Team Figure Skating a Great Unknown at 2014 Winter Olympics

Diane Pucin@@mepucinOlympics Lead WriterFebruary 5, 2014

Figure skaters, from the left, Peggy Fleming, Gracie Gold, Dorothy Hamill, Polina Edmunds, Scott Hamilton, Brian Boitano, Ashley Wagner, and Kristi Yamaguchi, stand together following the U.S. Figure Skating Championships Sunday, Jan. 12, 2014 in Boston. (AP Photo/Steven Senne)
Steven Senne/Associated Press

Do the Winter Olympics really need another figure skating event?

The Games already have men's and women's singles, pairs and ice dancing. That's a pretty full program of doing tricks on the ice.

But the Russians, as hosts, get to pick some sports of their own. Not surprisingly, they chose team figure skating, expecting, certainly, to win another medal.

How does team figure skating work?

Well, each of the singles, pairs and ice dancers perform a routine and get a score. The team with the highest overall score gets the gold; second highest, the silver; third highest, the bronze.

Guess who the gold-medal favorites are? 

Yes, that would be the Russians. 

"I guess as much figure skating as we can get in the Olympics is good for us," said U.S. singles skater Ashley Wagner, but she didn't say it with the enthusiasm one would expect of someone who might win a medal because of it.

Ashley Wagner
Ashley WagnerIvan Sekretarev/Associated Press

Wagner told reporters in Sochi that it would be "a little weird" to cheer for American teammate Gracie Gold one day and against her when the two face off in the individual competition.

Team figure skating will make its Olympic debut Thursday, and an NBC spokesman said he expects it to be a television-friendly event, another reason the Russians chose it as their sport to add.

In fact, it will take place a day before the opening ceremony even begins. Ten countries, including the United States and Russia, will compete, and there will be short and long programs just as if it was a singles competition.

As one considers team figure skating, the mind wanders back to 1994better known as the Tonya-Nancy Olympics. It's hard to imagine Tonya Harding and Nancy Kerrigan skating to help each other win a medal after one (Harding) tried to knee-whack her top competition (Kerrigan) right out of the Olympics.

Charlie White and Meryl Davis
Charlie White and Meryl DavisBizuayehu Tesfaye/Associated Press/Associated Press

American ice dancer Charlie White, who, with his partner Meryl Davis, could pick up two medals since the duo is favored to win a medal of some color in ice dancing, told Sochi reporters that other athletes are getting jealous of the skaters.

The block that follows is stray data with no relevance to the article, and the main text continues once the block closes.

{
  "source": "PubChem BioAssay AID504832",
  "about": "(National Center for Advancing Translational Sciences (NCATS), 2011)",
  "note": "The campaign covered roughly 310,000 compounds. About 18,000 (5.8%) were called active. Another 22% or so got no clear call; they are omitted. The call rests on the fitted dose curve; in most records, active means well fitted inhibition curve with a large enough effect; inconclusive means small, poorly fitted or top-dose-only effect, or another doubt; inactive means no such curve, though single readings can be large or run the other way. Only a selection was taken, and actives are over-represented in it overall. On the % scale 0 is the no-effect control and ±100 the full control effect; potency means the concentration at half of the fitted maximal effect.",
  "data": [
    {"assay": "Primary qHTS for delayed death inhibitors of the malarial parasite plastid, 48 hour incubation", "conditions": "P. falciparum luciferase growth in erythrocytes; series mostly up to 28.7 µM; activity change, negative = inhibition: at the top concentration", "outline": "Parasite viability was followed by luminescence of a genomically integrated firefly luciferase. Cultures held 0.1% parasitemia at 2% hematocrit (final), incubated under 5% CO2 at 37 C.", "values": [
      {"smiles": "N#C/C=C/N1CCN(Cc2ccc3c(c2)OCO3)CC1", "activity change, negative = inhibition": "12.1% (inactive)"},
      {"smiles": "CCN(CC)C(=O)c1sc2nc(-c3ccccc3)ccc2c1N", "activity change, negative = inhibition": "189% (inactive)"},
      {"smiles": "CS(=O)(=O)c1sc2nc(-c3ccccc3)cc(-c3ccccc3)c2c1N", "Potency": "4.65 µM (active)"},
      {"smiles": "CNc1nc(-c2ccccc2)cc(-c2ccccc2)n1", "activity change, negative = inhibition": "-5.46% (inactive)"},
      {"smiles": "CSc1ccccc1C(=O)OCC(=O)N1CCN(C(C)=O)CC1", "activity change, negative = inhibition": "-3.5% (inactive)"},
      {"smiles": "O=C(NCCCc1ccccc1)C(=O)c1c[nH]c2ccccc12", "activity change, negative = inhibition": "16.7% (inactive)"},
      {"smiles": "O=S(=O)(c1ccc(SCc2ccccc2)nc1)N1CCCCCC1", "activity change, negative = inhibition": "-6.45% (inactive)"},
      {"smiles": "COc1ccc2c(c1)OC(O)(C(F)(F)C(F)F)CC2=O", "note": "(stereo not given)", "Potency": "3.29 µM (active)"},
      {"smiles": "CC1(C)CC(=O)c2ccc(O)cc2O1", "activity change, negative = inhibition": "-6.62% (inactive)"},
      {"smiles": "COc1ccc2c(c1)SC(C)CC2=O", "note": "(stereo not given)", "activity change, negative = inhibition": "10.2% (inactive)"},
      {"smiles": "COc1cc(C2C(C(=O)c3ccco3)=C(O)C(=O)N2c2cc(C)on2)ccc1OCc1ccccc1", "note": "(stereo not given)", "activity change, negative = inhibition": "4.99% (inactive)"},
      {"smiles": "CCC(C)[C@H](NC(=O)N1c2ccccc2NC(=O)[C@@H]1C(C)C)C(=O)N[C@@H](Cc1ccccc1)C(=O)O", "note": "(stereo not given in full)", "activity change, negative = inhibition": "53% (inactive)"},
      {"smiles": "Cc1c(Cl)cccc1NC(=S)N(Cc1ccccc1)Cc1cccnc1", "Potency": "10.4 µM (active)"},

"They're trying to make up extra sports they could do so they could win more medals," White said.

"It's a little weird. We grew up with one way, only having the single chance to win a medal while in some of the other sports like speed skating and skiing you can win a bunch, but that's what we grew up with, and that's what has made figure skating so special, I think anyway. But that doesn't matter, I guess. If I win two medals, I'm not going to leave one behind," White said.

The U.S., which is considered a bronze-medal favorite, will need big scores from White and Davis to win a medal, and perhaps the key will be how the men perform.

"There's a lot of strategy," Wagner told reporters in Sochi.

"The men are going to have to do a short program in singles four days after the free skate for the team," Wagner said. "That's not going to be easy."

For example, if Wagner were to be brilliant in her short program for the team competition and the individual short program isn't until Feb. 19, things could change. She could lose her momentum. "I've thought about that," Wagner said in Sochi.

"I have to take that out of my mind."

The top five countries will advance to the free skate after the short programs. The women's and ice dance short programs and the pairs free skate will be Saturday, with the rest of the team competition on Sunday.

Wagner and White both said they would be cheering for their American teammates early and for themselves later. What a tightrope to walk. Thanks to the Russians.

Unless otherwise noted all quotes via NBC Live Extra online news conferences.

Diane Pucin is the Olympics lead writer for Bleacher Report. She covered four Winter Games for the Philadelphia Inquirer and the Los Angeles Times. You can follow her on Twitter @mepucin.